76 THE HUMANITY OF WORDS
Spatial, temporal, and causal linkages are the ones most frequently used, according to these authors. Ogden and Richards refer to such linkages when they say that if the reference "hangs together" in the way the referent "hangs together" the reference is true and the logic is faultless.
This virtually unnoticed, and not always understood, aspect of the science of symbolism is important because it is the first major step toward present-day semantic theory. About twenty years ago, when observations into the communication process at University College first began, one of the preliminary research tasks was to study and evaluate publications on the subject. Very nearly all of them recommended the use of the outline as the basis for purposive communication. Examination into the formulas recommended indicated that the outlines had no cohesive qualities. There was nothing that bound the parts together. In our practical work, it soon became apparent that one very important aspect of the outline was the connections the "uniting relations"that held the parts of the idea together and yet permitted movement toward the completion of the whole idea. Just so, it was found to be necessary to match these verbal connections with congruent connections in the world of people and things. The linkages of Ogden and Richards do precisely that.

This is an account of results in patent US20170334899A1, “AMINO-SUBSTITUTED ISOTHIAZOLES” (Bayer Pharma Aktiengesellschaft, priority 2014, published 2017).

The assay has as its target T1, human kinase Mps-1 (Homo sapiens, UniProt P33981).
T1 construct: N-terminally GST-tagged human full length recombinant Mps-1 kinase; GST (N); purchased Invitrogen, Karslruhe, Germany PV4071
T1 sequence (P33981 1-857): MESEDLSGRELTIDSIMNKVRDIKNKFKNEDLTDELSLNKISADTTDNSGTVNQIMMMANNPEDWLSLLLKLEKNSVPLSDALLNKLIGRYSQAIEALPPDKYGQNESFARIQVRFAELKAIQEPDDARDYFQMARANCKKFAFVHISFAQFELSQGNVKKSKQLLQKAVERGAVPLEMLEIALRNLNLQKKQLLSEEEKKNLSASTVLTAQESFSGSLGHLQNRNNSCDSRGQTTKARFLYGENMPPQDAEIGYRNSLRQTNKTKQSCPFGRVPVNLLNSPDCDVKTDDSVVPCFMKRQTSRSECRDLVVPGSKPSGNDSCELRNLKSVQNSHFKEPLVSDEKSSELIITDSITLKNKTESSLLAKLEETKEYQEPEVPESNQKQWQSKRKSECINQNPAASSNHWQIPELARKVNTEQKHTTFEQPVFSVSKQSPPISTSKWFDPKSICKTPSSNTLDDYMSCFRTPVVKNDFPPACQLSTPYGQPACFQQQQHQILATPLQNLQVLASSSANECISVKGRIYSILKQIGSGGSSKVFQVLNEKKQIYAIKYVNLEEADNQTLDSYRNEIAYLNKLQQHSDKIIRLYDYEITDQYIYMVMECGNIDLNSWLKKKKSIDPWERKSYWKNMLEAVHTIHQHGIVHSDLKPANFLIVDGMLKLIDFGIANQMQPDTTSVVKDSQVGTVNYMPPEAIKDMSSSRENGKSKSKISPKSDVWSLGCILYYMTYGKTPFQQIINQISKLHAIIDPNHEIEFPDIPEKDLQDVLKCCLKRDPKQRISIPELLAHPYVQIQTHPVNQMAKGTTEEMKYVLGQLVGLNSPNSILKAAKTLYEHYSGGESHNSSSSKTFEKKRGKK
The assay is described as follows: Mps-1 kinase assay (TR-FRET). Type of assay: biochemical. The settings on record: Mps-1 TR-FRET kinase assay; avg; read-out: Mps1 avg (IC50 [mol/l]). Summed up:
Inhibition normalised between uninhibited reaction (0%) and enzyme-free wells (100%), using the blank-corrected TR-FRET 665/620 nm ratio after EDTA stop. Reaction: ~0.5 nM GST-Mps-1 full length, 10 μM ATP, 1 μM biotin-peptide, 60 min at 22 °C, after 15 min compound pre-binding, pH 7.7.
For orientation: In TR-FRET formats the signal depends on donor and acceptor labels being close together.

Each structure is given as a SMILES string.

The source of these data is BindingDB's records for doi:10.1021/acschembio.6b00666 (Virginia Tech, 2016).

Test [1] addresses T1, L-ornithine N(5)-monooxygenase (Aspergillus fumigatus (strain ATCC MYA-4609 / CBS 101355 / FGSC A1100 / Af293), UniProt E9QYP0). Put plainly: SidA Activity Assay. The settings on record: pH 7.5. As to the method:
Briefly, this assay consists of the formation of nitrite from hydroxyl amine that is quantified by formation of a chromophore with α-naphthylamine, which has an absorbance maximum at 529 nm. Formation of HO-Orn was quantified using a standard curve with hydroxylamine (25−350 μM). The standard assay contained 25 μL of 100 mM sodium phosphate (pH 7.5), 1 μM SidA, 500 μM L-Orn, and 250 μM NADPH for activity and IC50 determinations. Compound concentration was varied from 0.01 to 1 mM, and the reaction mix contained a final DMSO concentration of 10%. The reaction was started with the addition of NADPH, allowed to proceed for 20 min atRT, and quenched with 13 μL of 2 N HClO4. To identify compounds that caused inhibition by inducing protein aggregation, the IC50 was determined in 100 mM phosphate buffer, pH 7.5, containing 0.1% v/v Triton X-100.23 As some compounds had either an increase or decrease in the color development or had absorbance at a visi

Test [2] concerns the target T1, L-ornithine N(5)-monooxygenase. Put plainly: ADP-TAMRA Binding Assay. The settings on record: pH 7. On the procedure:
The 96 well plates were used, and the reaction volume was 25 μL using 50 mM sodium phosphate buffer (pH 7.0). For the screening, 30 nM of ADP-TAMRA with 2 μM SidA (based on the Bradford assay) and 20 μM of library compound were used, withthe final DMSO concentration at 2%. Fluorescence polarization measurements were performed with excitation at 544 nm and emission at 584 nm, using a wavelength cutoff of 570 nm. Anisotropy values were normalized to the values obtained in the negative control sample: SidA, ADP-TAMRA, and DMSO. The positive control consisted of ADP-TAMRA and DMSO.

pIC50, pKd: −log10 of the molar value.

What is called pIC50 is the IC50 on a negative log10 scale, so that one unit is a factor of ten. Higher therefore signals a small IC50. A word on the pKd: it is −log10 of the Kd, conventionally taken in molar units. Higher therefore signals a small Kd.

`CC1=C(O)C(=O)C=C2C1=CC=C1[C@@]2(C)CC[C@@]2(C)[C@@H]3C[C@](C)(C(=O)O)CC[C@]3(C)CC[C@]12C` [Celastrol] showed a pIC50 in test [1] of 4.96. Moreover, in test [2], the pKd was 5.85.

Because this important point is overlooked, it is stressed here as the background for the making of verbal patterns as explicated in Part Five.
Here are the essential points to be remembered, all of which are based on Ogden's and Richards' "triangle" of meaning: